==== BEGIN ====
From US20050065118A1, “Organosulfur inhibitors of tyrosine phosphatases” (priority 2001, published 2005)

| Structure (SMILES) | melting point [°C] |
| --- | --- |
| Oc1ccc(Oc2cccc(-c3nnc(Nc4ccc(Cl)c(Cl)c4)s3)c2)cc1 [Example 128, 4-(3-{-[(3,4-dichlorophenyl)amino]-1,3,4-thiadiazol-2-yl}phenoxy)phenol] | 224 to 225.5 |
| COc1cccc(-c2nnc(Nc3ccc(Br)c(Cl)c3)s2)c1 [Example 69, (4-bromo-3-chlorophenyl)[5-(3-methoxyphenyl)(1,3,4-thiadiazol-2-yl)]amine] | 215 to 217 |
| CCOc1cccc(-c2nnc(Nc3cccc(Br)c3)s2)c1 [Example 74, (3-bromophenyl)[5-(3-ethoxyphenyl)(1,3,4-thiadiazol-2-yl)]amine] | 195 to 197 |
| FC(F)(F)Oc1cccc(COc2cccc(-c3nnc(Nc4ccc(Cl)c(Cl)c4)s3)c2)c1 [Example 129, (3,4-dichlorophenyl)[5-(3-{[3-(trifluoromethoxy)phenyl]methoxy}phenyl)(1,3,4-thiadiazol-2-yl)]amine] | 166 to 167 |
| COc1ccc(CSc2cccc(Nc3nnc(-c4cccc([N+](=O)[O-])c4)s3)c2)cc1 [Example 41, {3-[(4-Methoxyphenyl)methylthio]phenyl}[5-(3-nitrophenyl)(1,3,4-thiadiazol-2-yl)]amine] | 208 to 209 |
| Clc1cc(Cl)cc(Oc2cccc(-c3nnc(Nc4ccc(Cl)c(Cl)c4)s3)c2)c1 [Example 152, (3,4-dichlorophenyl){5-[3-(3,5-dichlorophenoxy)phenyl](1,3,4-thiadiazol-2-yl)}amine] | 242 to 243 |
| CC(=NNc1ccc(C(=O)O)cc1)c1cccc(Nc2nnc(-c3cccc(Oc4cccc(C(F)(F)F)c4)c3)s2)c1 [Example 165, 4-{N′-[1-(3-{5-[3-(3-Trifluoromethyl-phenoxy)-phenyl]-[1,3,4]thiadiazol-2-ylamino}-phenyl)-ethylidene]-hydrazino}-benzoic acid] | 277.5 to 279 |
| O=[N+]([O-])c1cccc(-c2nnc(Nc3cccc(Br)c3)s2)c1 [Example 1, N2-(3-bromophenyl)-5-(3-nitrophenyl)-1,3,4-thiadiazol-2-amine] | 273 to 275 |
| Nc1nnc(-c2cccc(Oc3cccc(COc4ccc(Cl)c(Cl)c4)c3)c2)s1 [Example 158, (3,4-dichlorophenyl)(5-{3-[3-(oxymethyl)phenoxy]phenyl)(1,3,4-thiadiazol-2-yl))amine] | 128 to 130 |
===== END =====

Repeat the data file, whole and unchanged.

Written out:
From US20050065118A1, “Organosulfur inhibitors of tyrosine phosphatases” (priority 2001, published 2005)

| Structure (SMILES) | melting point [°C] |
| --- | --- |
| Oc1ccc(Oc2cccc(-c3nnc(Nc4ccc(Cl)c(Cl)c4)s3)c2)cc1 [Example 128, 4-(3-{-[(3,4-dichlorophenyl)amino]-1,3,4-thiadiazol-2-yl}phenoxy)phenol] | 224 to 225.5 |
| COc1cccc(-c2nnc(Nc3ccc(Br)c(Cl)c3)s2)c1 [Example 69, (4-bromo-3-chlorophenyl)[5-(3-methoxyphenyl)(1,3,4-thiadiazol-2-yl)]amine] | 215 to 217 |
| CCOc1cccc(-c2nnc(Nc3cccc(Br)c3)s2)c1 [Example 74, (3-bromophenyl)[5-(3-ethoxyphenyl)(1,3,4-thiadiazol-2-yl)]amine] | 195 to 197 |
| FC(F)(F)Oc1cccc(COc2cccc(-c3nnc(Nc4ccc(Cl)c(Cl)c4)s3)c2)c1 [Example 129, (3,4-dichlorophenyl)[5-(3-{[3-(trifluoromethoxy)phenyl]methoxy}phenyl)(1,3,4-thiadiazol-2-yl)]amine] | 166 to 167 |
| COc1ccc(CSc2cccc(Nc3nnc(-c4cccc([N+](=O)[O-])c4)s3)c2)cc1 [Example 41, {3-[(4-Methoxyphenyl)methylthio]phenyl}[5-(3-nitrophenyl)(1,3,4-thiadiazol-2-yl)]amine] | 208 to 209 |
| Clc1cc(Cl)cc(Oc2cccc(-c3nnc(Nc4ccc(Cl)c(Cl)c4)s3)c2)c1 [Example 152, (3,4-dichlorophenyl){5-[3-(3,5-dichlorophenoxy)phenyl](1,3,4-thiadiazol-2-yl)}amine] | 242 to 243 |
| CC(=NNc1ccc(C(=O)O)cc1)c1cccc(Nc2nnc(-c3cccc(Oc4cccc(C(F)(F)F)c4)c3)s2)c1 [Example 165, 4-{N′-[1-(3-{5-[3-(3-Trifluoromethyl-phenoxy)-phenyl]-[1,3,4]thiadiazol-2-ylamino}-phenyl)-ethylidene]-hydrazino}-benzoic acid] | 277.5 to 279 |
| O=[N+]([O-])c1cccc(-c2nnc(Nc3cccc(Br)c3)s2)c1 [Example 1, N2-(3-bromophenyl)-5-(3-nitrophenyl)-1,3,4-thiadiazol-2-amine] | 273 to 275 |
| Nc1nnc(-c2cccc(Oc3cccc(COc4ccc(Cl)c(Cl)c4)c3)c2)s1 [Example 158, (3,4-dichlorophenyl)(5-{3-[3-(oxymethyl)phenoxy]phenyl)(1,3,4-thiadiazol-2-yl))amine] | 128 to 130 |